Reading Type From Unbounded Wildcard

Java-Reading Type From Unbounded Wildcard

Reading Type From Unbounded Wildcard

Unbounded wildcard<?> is really just a wildcard with a bound of type Object <? extends Object>. Obviously, even an unbounded wildcard instantiation holds objects that can be assigned to Object, so it’s OK to read an unbounded wildcard as the Object type :

Reading Type From Unbounded WildcardOur instantiation g1 returns type is Object. Our instantiation g2 returns type is A because GenTwo type parameter bounded by A(T extends A). But, of course, we cannot know the actual type of the elements, so we cannot write to the list through our unbounded wildcard type :

Reading Type From Unbounded WildcardProgram

Reading Type From Unbounded Wildcard

Program Source

class A {

    int a;

    A(int aa) {
        a = aa;
    }
}
class B extends A {

    int b;

    B(int aa, int bb) {
        super(aa);
        b = bb;
    }
}
class C extends B {

    int c;

    C(int aa, int bb, int cc) {
        super(aa, bb);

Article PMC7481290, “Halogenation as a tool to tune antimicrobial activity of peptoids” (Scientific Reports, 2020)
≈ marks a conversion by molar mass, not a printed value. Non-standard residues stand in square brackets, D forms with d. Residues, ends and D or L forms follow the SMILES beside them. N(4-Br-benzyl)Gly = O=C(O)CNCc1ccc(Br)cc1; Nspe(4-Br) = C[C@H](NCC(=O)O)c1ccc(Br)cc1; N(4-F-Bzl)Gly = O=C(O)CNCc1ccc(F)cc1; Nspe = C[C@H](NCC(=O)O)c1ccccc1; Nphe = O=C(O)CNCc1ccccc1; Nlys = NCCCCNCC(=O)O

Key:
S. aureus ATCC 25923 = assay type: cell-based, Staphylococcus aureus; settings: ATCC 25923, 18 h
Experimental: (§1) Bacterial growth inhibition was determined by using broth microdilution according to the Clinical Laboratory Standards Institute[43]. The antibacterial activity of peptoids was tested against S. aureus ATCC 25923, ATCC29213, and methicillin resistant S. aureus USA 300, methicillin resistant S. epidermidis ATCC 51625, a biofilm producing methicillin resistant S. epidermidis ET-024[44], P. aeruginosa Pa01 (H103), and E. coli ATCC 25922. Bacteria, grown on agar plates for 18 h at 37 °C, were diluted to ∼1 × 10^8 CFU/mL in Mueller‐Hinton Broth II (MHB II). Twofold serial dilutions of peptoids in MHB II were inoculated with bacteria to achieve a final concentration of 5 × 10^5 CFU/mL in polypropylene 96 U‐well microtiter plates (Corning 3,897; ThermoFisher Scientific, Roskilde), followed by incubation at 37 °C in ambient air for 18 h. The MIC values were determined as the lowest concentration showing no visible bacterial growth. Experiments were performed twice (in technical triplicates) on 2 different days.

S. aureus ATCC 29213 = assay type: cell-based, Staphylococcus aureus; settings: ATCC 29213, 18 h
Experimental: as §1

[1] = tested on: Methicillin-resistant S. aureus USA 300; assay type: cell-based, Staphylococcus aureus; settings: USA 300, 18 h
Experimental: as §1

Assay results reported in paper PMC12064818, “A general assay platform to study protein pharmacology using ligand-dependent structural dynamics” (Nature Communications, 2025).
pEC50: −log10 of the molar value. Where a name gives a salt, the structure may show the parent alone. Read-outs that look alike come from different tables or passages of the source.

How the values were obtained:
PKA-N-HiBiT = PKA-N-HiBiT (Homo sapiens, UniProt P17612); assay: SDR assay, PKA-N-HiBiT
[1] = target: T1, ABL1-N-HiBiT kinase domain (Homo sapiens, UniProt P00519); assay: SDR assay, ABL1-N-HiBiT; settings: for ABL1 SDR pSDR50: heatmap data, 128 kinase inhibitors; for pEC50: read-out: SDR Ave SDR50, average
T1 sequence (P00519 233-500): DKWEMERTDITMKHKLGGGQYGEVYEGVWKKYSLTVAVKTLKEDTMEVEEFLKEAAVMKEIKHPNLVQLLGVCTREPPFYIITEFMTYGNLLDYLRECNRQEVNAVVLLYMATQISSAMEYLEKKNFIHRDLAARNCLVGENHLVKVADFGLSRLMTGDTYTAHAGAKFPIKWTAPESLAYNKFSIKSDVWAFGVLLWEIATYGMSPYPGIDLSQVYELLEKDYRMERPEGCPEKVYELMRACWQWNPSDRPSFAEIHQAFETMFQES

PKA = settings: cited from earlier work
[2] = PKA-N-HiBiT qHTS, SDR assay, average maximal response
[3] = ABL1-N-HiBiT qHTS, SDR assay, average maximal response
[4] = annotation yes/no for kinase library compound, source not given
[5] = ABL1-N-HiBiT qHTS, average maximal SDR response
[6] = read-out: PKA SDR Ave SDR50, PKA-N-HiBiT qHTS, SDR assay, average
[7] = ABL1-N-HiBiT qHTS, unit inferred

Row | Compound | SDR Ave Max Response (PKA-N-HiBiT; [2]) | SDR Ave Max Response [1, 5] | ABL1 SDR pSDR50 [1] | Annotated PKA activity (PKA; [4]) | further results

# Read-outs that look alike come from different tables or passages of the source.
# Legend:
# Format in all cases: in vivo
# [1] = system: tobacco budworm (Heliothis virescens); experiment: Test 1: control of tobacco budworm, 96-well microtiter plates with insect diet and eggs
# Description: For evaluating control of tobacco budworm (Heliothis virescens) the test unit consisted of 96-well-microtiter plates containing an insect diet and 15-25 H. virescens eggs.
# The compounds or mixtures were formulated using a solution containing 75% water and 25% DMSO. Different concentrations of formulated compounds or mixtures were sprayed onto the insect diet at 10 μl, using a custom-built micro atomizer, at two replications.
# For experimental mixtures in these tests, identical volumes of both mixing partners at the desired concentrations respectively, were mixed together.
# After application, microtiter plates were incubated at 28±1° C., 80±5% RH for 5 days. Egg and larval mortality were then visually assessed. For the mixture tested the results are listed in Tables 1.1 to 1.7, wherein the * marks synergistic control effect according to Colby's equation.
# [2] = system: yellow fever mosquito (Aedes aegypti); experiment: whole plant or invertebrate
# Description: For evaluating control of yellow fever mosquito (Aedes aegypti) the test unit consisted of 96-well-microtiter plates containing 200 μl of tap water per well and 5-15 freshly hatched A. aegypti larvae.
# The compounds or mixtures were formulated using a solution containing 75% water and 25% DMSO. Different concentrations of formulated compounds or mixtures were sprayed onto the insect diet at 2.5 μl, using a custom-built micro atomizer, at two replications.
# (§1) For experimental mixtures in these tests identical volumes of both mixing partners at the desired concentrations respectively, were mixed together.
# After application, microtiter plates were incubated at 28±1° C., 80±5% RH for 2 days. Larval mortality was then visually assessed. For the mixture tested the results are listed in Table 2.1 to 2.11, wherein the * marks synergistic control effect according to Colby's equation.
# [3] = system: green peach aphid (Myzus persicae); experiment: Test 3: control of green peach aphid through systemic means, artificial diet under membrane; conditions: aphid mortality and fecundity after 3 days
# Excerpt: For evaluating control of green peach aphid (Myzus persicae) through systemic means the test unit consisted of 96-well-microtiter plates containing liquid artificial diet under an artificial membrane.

c = cc;
    }
}
class GenOne<T> {

    T t[];

    GenOne(T tt[]) {
        t = tt;
    }
    T getSpecifiedType(int i){
        return t[i];
    }
}
class GenTwo<T extends A> {

    T t[];

    GenTwo(T tt[]) {
        t = tt;
    }
    T getSpecifiedType(int i){
        return t[i];
    }
}
public class Javaapp {

    public static void main(String[] args) {

        GenOne<?> g1 = new GenOne<A>(new A[]{new A(10),new B(20,30),new C(40,50,60)});
        Object ob1 = g1.getSpecifiedType(0);
        Object ob2 = g1.getSpecifiedType(1);
        Object ob3 = g1.getSpecifiedType(2);
        
        
        GenTwo<?> g2 = new GenTwo<A>(new A[]{new A(10),new B(20,30),new C(40,50,60)});
        A a1 = g2.getSpecifiedType(0);
        A a2 = g2.getSpecifiedType(1);
        A a3 = g2.getSpecifiedType(2);
    }
}

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